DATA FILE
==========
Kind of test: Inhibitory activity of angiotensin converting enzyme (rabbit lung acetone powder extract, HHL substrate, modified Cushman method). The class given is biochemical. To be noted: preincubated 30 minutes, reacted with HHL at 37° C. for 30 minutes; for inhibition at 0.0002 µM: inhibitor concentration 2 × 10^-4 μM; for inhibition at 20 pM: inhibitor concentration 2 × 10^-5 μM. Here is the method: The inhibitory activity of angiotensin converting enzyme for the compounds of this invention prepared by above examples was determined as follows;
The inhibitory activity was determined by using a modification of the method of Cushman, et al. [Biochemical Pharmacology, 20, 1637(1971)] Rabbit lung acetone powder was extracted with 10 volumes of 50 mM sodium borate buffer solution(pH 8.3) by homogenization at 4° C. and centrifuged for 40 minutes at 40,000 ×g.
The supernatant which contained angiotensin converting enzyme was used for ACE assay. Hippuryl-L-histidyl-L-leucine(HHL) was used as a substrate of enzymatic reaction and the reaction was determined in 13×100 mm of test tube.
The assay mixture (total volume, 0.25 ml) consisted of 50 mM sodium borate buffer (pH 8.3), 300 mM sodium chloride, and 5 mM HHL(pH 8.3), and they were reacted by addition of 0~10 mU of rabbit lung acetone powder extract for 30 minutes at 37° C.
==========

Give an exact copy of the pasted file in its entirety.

Kind of test: Inhibitory activity of angiotensin converting enzyme (rabbit lung acetone powder extract, HHL substrate, modified Cushman method). The class given is biochemical. To be noted: preincubated 30 minutes, reacted with HHL at 37° C. for 30 minutes; for inhibition at 0.0002 µM: inhibitor concentration 2 × 10^-4 μM; for inhibition at 20 pM: inhibitor concentration 2 × 10^-5 μM. Here is the method: The inhibitory activity of angiotensin converting enzyme for the compounds of this invention prepared by above examples was determined as follows;
The inhibitory activity was determined by using a modification of the method of Cushman, et al. [Biochemical Pharmacology, 20, 1637(1971)] Rabbit lung acetone powder was extracted with 10 volumes of 50 mM sodium borate buffer solution(pH 8.3) by homogenization at 4° C. and centrifuged for 40 minutes at 40,000 ×g.
The supernatant which contained angiotensin converting enzyme was used for ACE assay. Hippuryl-L-histidyl-L-leucine(HHL) was used as a substrate of enzymatic reaction and the reaction was determined in 13×100 mm of test tube.
The assay mixture (total volume, 0.25 ml) consisted of 50 mM sodium borate buffer (pH 8.3), 300 mM sodium chloride, and 5 mM HHL(pH 8.3), and they were reacted by addition of 0~10 mU of rabbit lung acetone powder extract for 30 minutes at 37° C.